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Member Since 18 Sep 2010
Offline Last Active Dec 16 2014 02:28 PM

Posts I've Made

In Topic: How do you learn to compose different genres?

21 November 2014 - 10:46 AM

Sounds like you take "listen, listen, listen" to the extreme.  That is the best way to learn. :).


That said, there will be some styles of music where just listening and analyzing probably isn't enough.  Anyone would be hard pressed to write a "big band jazz" piece without having studied jazz harmony or write a fugue in the style of Bach (I did that for a game once) without having studied baroque counterpoint.  And even in orchestral to a certain extent, formally studying the ranges of instruments, how the blend with each other, i.e. 'traditional orchestration' can go a long way towards getting a style 'right.' 


At the very least, formal study can be a short-cut to really getting to know a style.

In Topic: Using RealWorld People in Games and law?

20 November 2014 - 05:07 PM

1) Would i be given some lawyer and the state will pay for it? (thats common in some countries)?

2) What happens if i do not show up?

3) Even if i do not show up and i am found guilty, is there a way to enforce the law (since im from eastern europe country)? Whould would enforce it? interpol :-D?



1) Highly doubtful.  Violating the right of publicity is a civil, not criminal offense.  I.e. you are 'sued' not 'arrested' for it.

2) if you don't show up, you will not be able to present your case and make it a lot more likely you will lose

3) there are many ways someone could enforce the judgement against you.  For example, the credit card company processing your payments could stop taking them, your distribution mechanism could be stopped, etc, etc.


That all said, I think that this escalated quite quickly beyond what reasonable action might actually occur in the real world.


IMHO, you should not let worries about violating the right of publicity stop you from making a game about public figures or historical figures.  Keep in mind that the closer you get to 'celebrity' (actor, athlete, etc.) as opposed to 'public figure' (eg a politician, etc.) the more likely you will be sued.


There are plenty of films, books, tv shows, etc that reference recent historical people; you don't need to get permission from the Eisenhower Estate to do write a biography of Eisenhower.


Here's some more fun reading on the topic: http://iplaw.hllaw.com/articles/rights-of-publicity-and-privac/


And even more (Discusses Europe): http://digitalcommons.law.uga.edu/cgi/viewcontent.cgi?article=1045&context=stu_llm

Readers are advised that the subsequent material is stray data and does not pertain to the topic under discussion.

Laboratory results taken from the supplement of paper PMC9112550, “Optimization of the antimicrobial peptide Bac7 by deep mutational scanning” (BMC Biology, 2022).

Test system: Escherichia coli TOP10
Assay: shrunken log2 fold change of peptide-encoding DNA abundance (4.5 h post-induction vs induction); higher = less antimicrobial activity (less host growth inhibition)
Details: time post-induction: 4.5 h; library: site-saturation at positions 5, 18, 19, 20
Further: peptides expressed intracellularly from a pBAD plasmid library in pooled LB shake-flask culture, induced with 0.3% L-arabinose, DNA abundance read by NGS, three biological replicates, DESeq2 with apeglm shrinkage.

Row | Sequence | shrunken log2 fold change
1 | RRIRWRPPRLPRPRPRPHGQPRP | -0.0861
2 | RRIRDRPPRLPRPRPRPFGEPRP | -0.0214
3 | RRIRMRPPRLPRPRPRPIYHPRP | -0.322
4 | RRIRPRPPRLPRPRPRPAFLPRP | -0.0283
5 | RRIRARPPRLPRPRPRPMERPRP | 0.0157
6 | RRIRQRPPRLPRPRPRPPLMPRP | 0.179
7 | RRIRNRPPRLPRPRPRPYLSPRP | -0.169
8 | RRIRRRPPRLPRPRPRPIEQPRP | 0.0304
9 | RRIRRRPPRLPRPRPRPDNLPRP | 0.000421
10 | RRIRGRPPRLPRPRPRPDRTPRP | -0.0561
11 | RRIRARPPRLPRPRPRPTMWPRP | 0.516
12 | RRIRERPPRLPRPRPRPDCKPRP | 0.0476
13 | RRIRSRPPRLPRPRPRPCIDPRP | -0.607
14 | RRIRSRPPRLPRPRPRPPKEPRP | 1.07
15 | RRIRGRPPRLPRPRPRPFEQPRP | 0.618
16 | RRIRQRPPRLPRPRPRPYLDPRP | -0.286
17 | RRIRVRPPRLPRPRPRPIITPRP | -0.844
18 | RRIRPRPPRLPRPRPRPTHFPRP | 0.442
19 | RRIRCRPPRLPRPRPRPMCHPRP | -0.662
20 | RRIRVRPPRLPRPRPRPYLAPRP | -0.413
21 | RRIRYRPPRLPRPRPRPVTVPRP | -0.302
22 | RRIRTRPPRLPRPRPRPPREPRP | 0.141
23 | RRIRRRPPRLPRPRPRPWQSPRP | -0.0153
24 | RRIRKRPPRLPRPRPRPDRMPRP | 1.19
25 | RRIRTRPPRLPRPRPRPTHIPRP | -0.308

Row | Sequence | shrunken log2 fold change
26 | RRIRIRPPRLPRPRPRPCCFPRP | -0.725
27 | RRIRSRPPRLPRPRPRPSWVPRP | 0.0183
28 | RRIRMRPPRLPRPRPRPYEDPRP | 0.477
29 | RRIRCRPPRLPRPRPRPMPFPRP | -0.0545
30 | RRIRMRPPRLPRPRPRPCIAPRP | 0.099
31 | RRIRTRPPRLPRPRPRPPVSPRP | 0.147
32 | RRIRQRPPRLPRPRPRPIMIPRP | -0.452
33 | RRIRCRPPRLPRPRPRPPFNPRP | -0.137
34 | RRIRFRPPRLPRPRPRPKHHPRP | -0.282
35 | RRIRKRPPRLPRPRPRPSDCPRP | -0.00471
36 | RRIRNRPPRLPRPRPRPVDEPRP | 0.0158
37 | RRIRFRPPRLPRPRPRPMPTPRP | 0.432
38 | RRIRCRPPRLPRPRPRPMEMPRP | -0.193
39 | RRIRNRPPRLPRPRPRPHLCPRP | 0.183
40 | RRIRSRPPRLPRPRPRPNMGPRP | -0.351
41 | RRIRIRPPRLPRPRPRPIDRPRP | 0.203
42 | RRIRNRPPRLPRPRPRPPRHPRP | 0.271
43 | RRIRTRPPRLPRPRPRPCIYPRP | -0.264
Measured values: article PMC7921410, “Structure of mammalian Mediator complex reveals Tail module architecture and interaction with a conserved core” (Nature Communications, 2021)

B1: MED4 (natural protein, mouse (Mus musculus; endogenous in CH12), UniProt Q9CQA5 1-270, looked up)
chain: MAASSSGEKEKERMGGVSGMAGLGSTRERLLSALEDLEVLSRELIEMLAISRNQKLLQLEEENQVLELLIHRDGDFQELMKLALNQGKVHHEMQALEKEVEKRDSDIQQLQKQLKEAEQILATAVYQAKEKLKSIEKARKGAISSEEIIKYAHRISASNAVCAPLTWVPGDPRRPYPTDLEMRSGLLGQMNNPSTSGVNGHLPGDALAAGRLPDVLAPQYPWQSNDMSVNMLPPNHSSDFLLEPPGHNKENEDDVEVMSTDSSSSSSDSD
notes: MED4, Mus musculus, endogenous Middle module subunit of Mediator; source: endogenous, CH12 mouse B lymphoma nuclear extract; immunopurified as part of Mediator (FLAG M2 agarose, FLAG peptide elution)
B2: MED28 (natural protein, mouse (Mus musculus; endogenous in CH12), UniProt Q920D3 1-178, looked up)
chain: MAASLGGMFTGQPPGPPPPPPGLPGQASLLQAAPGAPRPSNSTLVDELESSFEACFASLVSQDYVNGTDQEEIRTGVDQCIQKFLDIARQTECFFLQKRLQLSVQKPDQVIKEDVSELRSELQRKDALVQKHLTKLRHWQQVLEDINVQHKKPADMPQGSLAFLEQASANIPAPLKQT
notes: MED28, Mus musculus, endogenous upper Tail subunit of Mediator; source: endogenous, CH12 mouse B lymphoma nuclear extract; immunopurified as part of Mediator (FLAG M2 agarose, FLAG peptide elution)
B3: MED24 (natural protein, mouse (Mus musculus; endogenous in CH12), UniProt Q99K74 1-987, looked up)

In Topic: Using RealWorld People in Games and law?

18 November 2014 - 02:38 PM

You may also find this engadget article "Why celebrities like Lindsay Lohan are suing video game studios"



In Topic: Music Identification - Contract Question

20 October 2014 - 09:05 AM

I've never seen a clause in a contract that went to this level of detail (and I've composed music for around 140 or so games over the past couple of decades).


It's probably much simpler to create a good chain and record of delivery.  For example, when a piece is delivered, what is the mechanism by which you 'sign off' on it and accept it?  Put something in that process that unambiguously makes record of what they've delivered to you.

One simple thing is that at the final stage of acceptance of a music deliverable, in addition using FTP, dropbox, etc, have them email you the same piece in mp3 format, so you have a clear record in your inbox (from their email address) of what was delivered.  Make payment contingent on that.


One note on the analysis tools .  it's trivially easy to make files with different SHA256 signatures for the same piece of music, since all that does is say that files are exactly the same.  All the composer would have to do would be to create a slightly different 'mix' of the same piece, which would sound exactly the same, but it would have a different SHA256 sig.  I'm not familiar with echoprint, but would guess that it can suffer from a similar issue.  


While I understand your concern, I think the place to address this is in your delivery/acceptance mechanism, not the contract.

In Topic: Survey:Composing Music for Video Games & Game Sound Design

09 September 2014 - 09:20 AM

Yes, tom, a "game soundtrack clause" is something in the contract which specifically allows a composer to either create and release their own soundtrack CD for sale, or specifies that if the game company creates it, that the composer will receive something from it. (a bonus, per-unit royalty, etc.).


Yes, Mussi-- "virtual" means that the music was created using computers & sound libraries, as opposed to using live players.

A lot of game scores are 100% 'virtual', and some are 100% live.

A lot of big budget scores are mainly "live orchestra" but with some virtual.


I arbitrarily defined "mostly virtual" as being created by computer, but with 4 or fewer live players.  


By contrast, "live" or "predominantly live" was defined as either 100% live musicians, or "virtual with 5 or more live instrumentalists."